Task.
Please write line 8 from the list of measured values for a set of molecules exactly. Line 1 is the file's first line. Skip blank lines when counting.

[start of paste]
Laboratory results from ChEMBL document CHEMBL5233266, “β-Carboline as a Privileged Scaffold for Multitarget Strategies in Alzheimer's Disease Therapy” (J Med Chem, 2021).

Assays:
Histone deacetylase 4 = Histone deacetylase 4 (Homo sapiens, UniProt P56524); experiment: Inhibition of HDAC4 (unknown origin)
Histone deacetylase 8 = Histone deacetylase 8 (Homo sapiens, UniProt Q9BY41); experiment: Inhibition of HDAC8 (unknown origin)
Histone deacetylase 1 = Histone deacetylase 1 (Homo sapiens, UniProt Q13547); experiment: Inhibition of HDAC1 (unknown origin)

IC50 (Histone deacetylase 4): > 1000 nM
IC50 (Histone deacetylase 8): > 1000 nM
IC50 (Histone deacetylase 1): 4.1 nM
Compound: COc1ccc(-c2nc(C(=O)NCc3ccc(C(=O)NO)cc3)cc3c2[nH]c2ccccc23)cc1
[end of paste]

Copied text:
IC50 (Histone deacetylase 1): 4.1 nM